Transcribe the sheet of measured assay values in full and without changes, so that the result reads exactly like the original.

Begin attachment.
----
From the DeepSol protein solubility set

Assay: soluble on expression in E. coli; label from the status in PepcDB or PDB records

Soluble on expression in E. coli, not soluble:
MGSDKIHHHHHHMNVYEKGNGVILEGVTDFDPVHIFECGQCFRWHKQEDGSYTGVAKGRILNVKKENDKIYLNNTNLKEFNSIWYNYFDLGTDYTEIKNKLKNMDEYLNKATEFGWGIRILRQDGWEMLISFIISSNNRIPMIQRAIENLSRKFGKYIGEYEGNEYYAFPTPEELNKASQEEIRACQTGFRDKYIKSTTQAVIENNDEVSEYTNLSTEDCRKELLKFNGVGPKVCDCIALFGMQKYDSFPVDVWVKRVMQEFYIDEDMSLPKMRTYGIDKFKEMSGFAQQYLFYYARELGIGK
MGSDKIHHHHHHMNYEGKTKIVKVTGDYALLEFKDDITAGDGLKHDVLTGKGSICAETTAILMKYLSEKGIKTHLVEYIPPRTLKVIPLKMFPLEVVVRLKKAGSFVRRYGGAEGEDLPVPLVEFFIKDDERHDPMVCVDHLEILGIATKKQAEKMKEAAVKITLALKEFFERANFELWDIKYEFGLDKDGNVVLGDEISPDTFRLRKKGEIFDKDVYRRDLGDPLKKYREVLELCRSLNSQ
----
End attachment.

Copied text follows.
From the DeepSol protein solubility set

Assay: soluble on expression in E. coli; label from the status in PepcDB or PDB records

Soluble on expression in E. coli, not soluble:
MGSDKIHHHHHHMNVYEKGNGVILEGVTDFDPVHIFECGQCFRWHKQEDGSYTGVAKGRILNVKKENDKIYLNNTNLKEFNSIWYNYFDLGTDYTEIKNKLKNMDEYLNKATEFGWGIRILRQDGWEMLISFIISSNNRIPMIQRAIENLSRKFGKYIGEYEGNEYYAFPTPEELNKASQEEIRACQTGFRDKYIKSTTQAVIENNDEVSEYTNLSTEDCRKELLKFNGVGPKVCDCIALFGMQKYDSFPVDVWVKRVMQEFYIDEDMSLPKMRTYGIDKFKEMSGFAQQYLFYYARELGIGK
MGSDKIHHHHHHMNYEGKTKIVKVTGDYALLEFKDDITAGDGLKHDVLTGKGSICAETTAILMKYLSEKGIKTHLVEYIPPRTLKVIPLKMFPLEVVVRLKKAGSFVRRYGGAEGEDLPVPLVEFFIKDDERHDPMVCVDHLEILGIATKKQAEKMKEAAVKITLALKEFFERANFELWDIKYEFGLDKDGNVVLGDEISPDTFRLRKKGEIFDKDVYRRDLGDPLKKYREVLELCRSLNSQ